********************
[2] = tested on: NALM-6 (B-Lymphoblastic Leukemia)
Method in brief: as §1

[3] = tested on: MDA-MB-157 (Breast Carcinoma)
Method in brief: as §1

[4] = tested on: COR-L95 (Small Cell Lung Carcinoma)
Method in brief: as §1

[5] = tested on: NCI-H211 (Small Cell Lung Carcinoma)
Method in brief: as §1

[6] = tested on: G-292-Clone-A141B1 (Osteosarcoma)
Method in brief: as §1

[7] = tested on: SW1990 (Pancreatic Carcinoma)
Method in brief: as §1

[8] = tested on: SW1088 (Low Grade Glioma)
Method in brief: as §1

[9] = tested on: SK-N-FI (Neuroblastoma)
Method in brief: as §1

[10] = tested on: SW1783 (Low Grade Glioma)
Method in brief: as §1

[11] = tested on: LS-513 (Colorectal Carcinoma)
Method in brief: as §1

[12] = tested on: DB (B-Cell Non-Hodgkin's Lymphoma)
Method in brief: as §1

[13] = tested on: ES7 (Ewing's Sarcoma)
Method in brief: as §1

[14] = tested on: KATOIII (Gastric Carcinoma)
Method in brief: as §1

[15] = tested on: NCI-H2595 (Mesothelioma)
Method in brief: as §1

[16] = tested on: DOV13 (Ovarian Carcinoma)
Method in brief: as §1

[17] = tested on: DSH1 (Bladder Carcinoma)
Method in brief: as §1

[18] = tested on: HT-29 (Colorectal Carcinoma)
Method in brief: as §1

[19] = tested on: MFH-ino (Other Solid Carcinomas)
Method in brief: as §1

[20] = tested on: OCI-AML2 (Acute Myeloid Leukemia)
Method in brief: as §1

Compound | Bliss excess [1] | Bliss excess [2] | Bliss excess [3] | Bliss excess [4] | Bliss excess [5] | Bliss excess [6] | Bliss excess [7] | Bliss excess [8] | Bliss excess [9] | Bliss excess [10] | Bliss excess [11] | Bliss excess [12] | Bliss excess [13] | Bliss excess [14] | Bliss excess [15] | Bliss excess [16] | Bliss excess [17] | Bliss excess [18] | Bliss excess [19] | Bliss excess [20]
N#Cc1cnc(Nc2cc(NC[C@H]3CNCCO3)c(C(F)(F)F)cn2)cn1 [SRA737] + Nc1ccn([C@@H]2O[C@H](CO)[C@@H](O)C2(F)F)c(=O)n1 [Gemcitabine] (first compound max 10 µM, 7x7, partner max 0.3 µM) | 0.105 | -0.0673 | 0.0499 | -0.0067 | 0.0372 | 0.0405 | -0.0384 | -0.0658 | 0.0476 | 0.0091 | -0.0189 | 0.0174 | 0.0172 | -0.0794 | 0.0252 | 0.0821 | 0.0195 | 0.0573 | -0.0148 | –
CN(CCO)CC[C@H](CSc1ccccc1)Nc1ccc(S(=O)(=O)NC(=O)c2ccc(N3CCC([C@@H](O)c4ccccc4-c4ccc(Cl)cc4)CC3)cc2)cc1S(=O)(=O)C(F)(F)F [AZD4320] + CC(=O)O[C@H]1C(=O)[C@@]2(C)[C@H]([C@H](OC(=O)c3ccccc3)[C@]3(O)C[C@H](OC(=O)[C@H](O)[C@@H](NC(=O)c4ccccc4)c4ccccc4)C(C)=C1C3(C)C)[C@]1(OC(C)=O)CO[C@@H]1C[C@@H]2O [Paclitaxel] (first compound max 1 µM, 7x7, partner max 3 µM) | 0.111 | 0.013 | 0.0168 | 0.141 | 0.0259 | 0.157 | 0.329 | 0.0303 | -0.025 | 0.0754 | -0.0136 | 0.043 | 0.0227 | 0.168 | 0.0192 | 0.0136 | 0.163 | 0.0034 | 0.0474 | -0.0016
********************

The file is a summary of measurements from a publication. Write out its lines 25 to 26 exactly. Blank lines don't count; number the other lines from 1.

[14] = tested on: KATOIII (Gastric Carcinoma)
Method in brief: as §1